South African Department of Tourism. (2013). Total Tourists [Data file]. Retrieved   from http://www.southafrica.net/uploads/files/Tourists_Table_A_DEC2013_12052014_1.pdf

All photos taken by and are property of Zach Strohmeyer.

The Informal Economy: A Growing Industry

When walking around Cape Town, especially around St. George’s Mall, where our hotel is located, one of the first things that you notice is the massive amount of vendors lining many of the streets. The areas where the vendors set up are normally very crowded, as there are usually more formal stores on the outside with the vendors’ stands in the middle of the road. At first, the majority of vendors come off as very pushy and dishonest, just trying to cheat a foreigner out of as much money as possible. It also appears there is little structure, as each vendor constructs his or her own stand every morning, presumably wherever he or she wants. In addition, when considering more developed countries, it is assumed that these informal markets are the traditional economy that will slowly disappear with modern, industrial growth.111

The informal economy, however, has a very long, important history and it is essential to understand the practice within the context of this history and its political background and how it has influenced economic, legal and social development initiatives to date. During the apartheid era (1948-1994), the words informal, black and illegal were often treated almost synonymously with unwanted economic activity. Therefore, most informal selling, especially in informal centers was defined as illegal, and most black businesses were treated as completely illegal (Van Der Heijden 4). Because of this, the local government tended to approach the informal economy as a problem and developed laws and policies accordingly. However, many organizations are beginning to highlight the importance of the informal economy through conferences such as the Informal Trading Summit, which is meant to open dialogue between the City of Cape Town and stakeholders in the informal economy and provide a platform to review the City’s legislative and policy framework (Informal Trading).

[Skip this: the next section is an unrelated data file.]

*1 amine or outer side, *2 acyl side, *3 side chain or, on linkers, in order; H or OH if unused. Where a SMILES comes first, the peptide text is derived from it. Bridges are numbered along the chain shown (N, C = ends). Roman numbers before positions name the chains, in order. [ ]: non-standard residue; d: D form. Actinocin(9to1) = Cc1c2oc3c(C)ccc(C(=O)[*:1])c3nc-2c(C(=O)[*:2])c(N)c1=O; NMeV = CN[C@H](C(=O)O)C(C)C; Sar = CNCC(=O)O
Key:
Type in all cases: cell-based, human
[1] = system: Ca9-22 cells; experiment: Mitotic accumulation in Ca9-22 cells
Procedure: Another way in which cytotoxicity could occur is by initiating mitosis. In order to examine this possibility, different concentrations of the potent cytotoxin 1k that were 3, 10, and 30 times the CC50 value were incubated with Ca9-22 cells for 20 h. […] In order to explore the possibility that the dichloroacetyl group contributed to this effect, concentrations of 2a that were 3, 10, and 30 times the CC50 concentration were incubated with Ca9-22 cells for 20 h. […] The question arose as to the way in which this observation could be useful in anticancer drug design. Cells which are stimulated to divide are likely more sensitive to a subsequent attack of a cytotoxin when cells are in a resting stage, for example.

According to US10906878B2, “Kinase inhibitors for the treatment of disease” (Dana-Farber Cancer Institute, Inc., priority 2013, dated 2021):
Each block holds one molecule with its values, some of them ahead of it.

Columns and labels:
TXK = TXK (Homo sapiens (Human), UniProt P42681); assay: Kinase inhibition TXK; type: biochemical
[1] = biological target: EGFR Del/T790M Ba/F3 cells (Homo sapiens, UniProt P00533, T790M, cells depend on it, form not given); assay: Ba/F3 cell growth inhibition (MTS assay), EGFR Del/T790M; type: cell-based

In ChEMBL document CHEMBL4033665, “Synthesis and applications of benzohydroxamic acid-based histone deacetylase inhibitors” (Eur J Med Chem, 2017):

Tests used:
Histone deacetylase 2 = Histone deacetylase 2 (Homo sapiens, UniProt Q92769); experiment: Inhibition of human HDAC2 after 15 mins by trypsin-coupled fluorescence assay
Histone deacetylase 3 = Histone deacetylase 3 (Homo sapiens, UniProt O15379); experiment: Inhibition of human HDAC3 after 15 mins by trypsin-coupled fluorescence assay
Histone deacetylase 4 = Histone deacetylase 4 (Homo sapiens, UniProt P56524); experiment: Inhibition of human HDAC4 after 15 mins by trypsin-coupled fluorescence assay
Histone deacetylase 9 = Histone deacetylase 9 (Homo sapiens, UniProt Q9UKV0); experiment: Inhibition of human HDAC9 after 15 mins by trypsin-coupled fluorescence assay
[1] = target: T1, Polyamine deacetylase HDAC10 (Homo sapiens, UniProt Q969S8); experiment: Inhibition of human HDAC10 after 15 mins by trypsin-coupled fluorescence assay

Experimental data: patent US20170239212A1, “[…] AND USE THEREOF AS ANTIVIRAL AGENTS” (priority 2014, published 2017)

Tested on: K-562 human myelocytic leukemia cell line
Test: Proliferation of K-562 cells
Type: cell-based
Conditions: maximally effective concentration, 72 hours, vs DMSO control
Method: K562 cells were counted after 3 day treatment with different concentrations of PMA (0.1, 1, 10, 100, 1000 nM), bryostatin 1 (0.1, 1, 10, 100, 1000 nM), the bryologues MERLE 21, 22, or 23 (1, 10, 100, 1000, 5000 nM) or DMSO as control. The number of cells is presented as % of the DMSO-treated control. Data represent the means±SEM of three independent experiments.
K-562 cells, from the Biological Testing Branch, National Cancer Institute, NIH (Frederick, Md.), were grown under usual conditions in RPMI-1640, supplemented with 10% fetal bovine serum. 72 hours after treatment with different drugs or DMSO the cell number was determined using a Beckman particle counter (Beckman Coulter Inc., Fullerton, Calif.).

One of the main reasons the informal economy is so important is because of its size. Although difficult to measure because of its informal nature, some estimates value the informal sector at around 28% of South Africa’s GDP (Van Der Heijden 7). Therefore, the size of the informal economy is estimated at R160 billion, or $13 billion, which is 2.5 times as large as the entire agriculture sector, or 70% of the size of the mining sector. Although trade is the most important sub-sector of the informal sector, there is a very wide range of economic activities that are included in the informal sector, making it almost as diverse as the formal sector.

Due to its aforementioned size and support, the informal economy is developing a new role in the overall economy, and many people are promoting a “new view” for local government to take on in regards to the development of policy around the informal economy. For one, the new view states the informal economy is “here to stay” and will continue to expand with modern, industrial growth, rather than wither away and die. Also, in terms of productivity, the old view looked at the informal economy as marginally productive, while the new view considers the informal economy a major provider of employment, goods and services for lower-income groups, contributing a significant share of GDP. In addition, rather than being representing a reserve pool of surplus labor, the new view explains the recent rise of informal employment as relating to the decline in formal employment or to the in-formalization of previous formal employment relationships. Lastly, the informal sector is often looked at as containing entrepreneurs who run illegal and unregistered enterprises in order to avoid regulation and taxation. However, the new view looks at the informal sector as comprised of non-standard wage workers, as well as entrepreneurs and self-employed persons, producing legal goods and services through irregular or unregulated means. They would welcome efforts to reduce barriers to registration and related transaction costs and to increase benefits from regulation (Van Der Heijden 11).